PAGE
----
Honey – Med

Honeybees are responsible for pollinating the vast majority of edible plants. It is estimated that 100,000 species of plants would become extinct without honeybees to pollinate them. The delicious honey they produce also provides wonderful benefits in soap and other beauty products!

Honey is a humectant which means it attracts moisture to itself, making it a wonderful addition to our soaps for hydrating and moisturizing skin. Honey & beeswax soften skin and create a long-lasting protective coating against environmental toxins. Honey’s antiseptic and anti-inflammatory qualities are soothing to skin irritations and it’s beneficial for acne.

honey_medHoney is divided into floral (or “blossom”) honey (obtained from nectar) and honeydew honey (obtained from honeydew, which is essentially plant sap that’s been secreted by aphids). Floral honey can be either monofloral, meaning that the nectar comes from one plant, or polyfloral, meaning that it comes from different honey-supplying plants. Honeydew honey contains 13 times more minerals than floral honey.

Honey and beeswax are plentiful in Croatia and Herzegovina, where there is a long beekeeping tradition going back to ancient times. The region can produce a wide variety of different honeys because there are 3 different types of climate – continental, mountain and Mediterranean. Croatia has over 100 species of bee-loving plants. And Herzegovina grows thousands of different plant species, with excellent honey coming from the Livno plains, the Čapljina area, Ljubuški and other areas.

Some of the most common honey varieties in Croatia and Herzegovina are:

    • Acacia Honey (Robinia pseudoacacia L.) – As you can see from the Latin name, “pseudoacacia” (or “false acacia”), acacia honey doesn’t really come from true acacia trees. Instead, it comes from the Black Locust tree. The name “locust” is said to have been given to Robinia by Jesuit missionaries, who believed that this was the tree that supported St. John in the wilderness, but it is native only to southeastern North America. It made its way around the world, however, and is one of the most important honey-supplying plants in Croatia, most commonly in Baranja, Podravina and west Slavonia. It’s also the source of the renowned acacia monofloral honey from France. Some say acacia honey is the best honey in the world.
    • Lavender Honey (Lavandula augustifolia) – This is not the honey you may find worldwide that has been infused with lavender oil. True, natural lavender honey is unadulterated and is generally white, opaque and crystalline with a delightful fragrance. Lavender is most plentiful on the island of Hvar, but is also found on the islands of Vis, Rab and Krk, as well as in the mountainous region of Croatia between Karlovac and Rijeka, in Sisak-Moslavina County, and in Osijek-Baranja County.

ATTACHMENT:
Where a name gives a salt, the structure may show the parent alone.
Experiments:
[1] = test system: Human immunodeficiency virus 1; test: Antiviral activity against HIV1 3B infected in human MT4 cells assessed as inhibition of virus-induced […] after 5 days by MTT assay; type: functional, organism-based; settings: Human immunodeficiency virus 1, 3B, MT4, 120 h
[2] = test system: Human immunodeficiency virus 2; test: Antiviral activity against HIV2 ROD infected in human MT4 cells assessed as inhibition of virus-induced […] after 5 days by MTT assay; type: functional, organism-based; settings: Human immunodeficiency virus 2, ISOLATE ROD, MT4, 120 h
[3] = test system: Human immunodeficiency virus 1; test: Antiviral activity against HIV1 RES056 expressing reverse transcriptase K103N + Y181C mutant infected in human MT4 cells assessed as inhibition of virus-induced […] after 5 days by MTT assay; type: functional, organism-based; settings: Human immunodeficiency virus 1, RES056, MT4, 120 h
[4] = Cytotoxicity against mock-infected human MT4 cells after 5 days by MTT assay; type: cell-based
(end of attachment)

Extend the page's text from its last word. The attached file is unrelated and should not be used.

• Lime/Linden Honey (Tilia) – The source of this honey is more accurately called linden, or “lipa” in all Slavic languages. There are many species of the Tilia tree, but none of them are related in any way to the lime citrus fruit tree (Citrus aurantifolia). Linden are native throughout most of the temperate Northern Hemisphere, including Croatia and Herzegovina and produce a pale but richly flavored monofloral honey. In old Slavic mythology, lipa was considered a sacred tree and is a national emblem of Slovakia, Slovenia and the Czech Republic. Lipa contributed to the Croatian name for the month of June (Lipanj). And the Croatian currency, kuna, consists of 100 lipa (Tilia).
    • Sage Honey (Salvia officinalis) – Native to the Mediterranean, sage in Croatia is most common along the Dalmatian coast, Rijeka, the islands of Krk, Cres and Lošinj, and some parts of Istria. The nectar of sage is exceptionally high in glucose, fructose, and sucrose. This high sugar content makes sage honey one of the few varieties that will never crystallize. It is light in color, has a slightly herbal flavor and it one of the most popular honeys in the U.S. where sage grows abundantly, particularly in California.
    • Sunflower Honey (Helianthus annus) – Sunflowers are cultivated mainly for their oil, but a single plant can have up to 1.500 nectar-producing flowers, making a field of sunflowers heaven for honeybees! The honey’s color ranges from yellow to orange, and it has a pleasant taste. Sunflower honey contains little sucrose and quickly crystallizes. Sunflower honey has anti-microbial properties and is particularly beneficial for wound healing and dermatitis. There are extensive sunflower fields in Slavonia.
    • Sweet Chestnut Honey (Castanea sativa) – This honey comes from a species of flowering tree that is native to Europe and Asia Minor, and widely cultivated throughout the temperate world. In Croatia, you will find large woods in Medvednica, the Banovina region in central Croatia, and Istria. The raw nuts can be roasted and eaten; in fact, Roman soldiers were given chestnut porridge before entering battle.

We LOVE honey in soap and have other honey soap recipes in the works! Until then, try our Goat Milk, Honey & Oatmeal Bar.